Lucy Liu, a student in the Bellen Lab at Baylor College of Medicine Graduate School of Biomedical Sciences, has been awarded the prestigious Harold M. Weintraub Graduate Student Award by the Fred Hutchinson Cancer Research Center.
Liu is one of 13 award recipients chosen by a selection committee of Fred Hutchinson faculty members and students for the quality, originality and significance of their work. Named for the late Dr. Harold Weintraub, the award honors Weintraub's scientific leadership in the field of molecular biology and his legacy as an extraordinary mentor, colleague, collaborator and friend.
"It is truly an honor to receive the Weintraub Award. I am grateful to my mentor, Dr. Hugo Bellen, my graduate program and my colleagues for creating a nurturing and collaborative environment," Liu said.
Under the mentorship of Dr. Hugo Bellen, professor of neuroscience at Baylor and a Howard Hughes Investigator, Liu's research focuses on how altering the process of lipid metabolism contributes to neurodegeneration. Using three mutations isolated in the lab, all of which exhibit lipid droplet accumulation in the nervous system prior to signs of neurodegeneration, she is determining the mechanisms that are a part of this process and ultimately how that affects human neurologic diseases.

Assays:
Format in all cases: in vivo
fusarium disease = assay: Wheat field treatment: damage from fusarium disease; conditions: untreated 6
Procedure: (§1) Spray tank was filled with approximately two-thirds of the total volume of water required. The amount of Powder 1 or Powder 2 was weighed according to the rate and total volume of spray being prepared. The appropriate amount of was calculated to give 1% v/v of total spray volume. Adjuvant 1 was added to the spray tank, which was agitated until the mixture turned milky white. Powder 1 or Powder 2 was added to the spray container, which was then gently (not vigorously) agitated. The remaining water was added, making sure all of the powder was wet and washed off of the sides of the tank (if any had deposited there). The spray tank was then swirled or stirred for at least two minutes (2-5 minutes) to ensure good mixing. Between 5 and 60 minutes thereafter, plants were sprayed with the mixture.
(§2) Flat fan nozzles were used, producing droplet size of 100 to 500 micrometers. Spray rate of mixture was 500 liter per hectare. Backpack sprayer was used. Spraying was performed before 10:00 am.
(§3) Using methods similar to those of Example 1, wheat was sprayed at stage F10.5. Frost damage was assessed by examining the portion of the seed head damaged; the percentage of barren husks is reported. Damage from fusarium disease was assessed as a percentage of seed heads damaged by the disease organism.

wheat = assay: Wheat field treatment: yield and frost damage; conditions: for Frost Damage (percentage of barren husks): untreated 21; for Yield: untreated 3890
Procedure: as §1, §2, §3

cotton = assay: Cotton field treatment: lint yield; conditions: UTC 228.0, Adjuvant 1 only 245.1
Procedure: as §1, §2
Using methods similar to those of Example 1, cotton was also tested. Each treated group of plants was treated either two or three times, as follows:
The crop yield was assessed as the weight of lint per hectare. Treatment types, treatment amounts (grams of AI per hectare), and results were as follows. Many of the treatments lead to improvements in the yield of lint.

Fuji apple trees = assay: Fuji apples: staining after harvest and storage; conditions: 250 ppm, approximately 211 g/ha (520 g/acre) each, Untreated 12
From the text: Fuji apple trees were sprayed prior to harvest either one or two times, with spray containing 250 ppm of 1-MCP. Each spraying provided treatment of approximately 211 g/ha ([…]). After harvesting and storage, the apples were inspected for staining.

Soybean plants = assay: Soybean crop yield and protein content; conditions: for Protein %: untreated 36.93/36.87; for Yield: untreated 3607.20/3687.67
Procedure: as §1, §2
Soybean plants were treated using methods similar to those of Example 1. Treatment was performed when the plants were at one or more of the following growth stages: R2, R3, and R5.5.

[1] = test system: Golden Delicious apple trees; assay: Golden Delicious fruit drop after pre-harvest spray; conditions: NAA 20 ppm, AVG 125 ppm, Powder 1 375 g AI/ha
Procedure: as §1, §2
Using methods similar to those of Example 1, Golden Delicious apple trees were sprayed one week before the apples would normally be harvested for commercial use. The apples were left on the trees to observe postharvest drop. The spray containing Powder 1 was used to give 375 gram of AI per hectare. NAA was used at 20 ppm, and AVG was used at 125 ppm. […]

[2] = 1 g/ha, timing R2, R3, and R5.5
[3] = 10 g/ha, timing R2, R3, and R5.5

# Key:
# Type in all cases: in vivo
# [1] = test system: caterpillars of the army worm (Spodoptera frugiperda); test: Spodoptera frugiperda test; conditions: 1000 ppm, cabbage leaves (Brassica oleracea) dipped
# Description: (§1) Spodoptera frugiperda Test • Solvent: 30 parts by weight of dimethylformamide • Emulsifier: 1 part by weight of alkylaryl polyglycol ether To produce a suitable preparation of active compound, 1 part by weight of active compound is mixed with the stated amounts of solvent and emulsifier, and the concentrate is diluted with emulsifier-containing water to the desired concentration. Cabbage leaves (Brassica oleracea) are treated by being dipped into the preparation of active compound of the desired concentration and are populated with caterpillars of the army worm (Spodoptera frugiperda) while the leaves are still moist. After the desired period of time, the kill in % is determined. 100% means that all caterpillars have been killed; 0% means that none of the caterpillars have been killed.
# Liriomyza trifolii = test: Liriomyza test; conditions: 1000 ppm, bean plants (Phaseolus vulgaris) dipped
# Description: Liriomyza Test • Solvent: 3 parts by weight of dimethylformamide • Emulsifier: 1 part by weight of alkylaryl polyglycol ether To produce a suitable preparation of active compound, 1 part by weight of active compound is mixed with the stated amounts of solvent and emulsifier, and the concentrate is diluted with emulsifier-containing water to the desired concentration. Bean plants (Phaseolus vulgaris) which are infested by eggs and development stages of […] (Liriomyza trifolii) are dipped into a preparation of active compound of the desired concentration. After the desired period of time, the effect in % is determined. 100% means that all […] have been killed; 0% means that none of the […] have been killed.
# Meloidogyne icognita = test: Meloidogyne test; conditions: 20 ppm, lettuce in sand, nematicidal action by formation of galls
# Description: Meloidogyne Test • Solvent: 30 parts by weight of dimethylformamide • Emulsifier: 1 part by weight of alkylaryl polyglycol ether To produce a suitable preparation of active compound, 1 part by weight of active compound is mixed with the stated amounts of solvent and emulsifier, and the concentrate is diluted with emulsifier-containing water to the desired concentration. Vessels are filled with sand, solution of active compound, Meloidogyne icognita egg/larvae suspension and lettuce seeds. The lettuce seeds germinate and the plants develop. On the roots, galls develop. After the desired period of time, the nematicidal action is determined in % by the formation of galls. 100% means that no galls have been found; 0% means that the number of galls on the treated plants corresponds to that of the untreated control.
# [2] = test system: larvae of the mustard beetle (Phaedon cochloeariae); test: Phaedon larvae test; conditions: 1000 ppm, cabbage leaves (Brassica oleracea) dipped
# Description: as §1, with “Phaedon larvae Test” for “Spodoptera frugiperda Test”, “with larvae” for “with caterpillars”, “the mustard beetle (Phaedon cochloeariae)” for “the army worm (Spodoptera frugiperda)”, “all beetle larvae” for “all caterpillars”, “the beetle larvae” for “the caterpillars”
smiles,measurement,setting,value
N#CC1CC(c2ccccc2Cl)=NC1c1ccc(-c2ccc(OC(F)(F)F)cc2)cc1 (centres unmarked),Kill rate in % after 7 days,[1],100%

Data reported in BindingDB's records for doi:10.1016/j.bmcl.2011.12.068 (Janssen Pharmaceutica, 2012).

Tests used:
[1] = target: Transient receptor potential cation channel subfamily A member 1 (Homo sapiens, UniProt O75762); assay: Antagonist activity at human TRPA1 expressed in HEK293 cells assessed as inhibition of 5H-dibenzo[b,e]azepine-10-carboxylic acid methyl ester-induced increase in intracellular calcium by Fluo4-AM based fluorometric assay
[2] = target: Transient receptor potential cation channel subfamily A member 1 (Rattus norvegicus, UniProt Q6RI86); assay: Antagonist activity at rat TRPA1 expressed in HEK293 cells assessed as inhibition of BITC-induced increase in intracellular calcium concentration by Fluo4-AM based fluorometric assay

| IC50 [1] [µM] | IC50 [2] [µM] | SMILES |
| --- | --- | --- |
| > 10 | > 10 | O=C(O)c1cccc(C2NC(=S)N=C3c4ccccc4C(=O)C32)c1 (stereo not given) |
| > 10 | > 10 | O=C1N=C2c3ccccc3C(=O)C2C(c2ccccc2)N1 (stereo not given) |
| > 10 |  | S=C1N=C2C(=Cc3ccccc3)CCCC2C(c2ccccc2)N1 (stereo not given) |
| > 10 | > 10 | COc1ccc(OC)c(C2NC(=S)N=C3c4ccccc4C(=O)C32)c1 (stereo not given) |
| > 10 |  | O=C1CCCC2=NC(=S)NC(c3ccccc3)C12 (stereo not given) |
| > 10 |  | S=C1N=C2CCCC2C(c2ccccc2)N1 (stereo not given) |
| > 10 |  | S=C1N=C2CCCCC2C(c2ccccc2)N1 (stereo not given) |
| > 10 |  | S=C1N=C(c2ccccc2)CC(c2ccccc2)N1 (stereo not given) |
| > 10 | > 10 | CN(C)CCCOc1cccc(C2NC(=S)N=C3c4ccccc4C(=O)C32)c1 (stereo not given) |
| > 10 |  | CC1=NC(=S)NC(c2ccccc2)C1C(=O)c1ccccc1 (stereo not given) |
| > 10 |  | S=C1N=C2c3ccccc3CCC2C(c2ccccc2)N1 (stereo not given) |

Her studies have demonstrated that support cells (glia) of the brain accumulate lipids in the form of lipid droplets prior to any physical manifestations of neuronal dysfunction that occur in neurodegenerative diseases. This is a protective mechanism against oxidative stress. This accumulation is conserved in mammals and reducing oxidative stress reduces the accumulation of these lipid droplets. This phenomenon was not previously described. These findings have great translational promise because the pre-neurodegeneration lipid droplets may serve as a biomarker for diagnosis of neurodegenerative diseases before physical manifestations of the disease.
Liu received her award at the May 5, 2017, award symposium at the Fred Hutch campus in Seattle. She along with the other awardees presented their research and had the opportunity to discuss their work with other students and faculty in attendance. Their studies explore areas as far ranging as evolvability and order in the nervous system, how microbiome dynamics may control host immunity and metabolism and innovative treatment strategies for mitochondrial disease.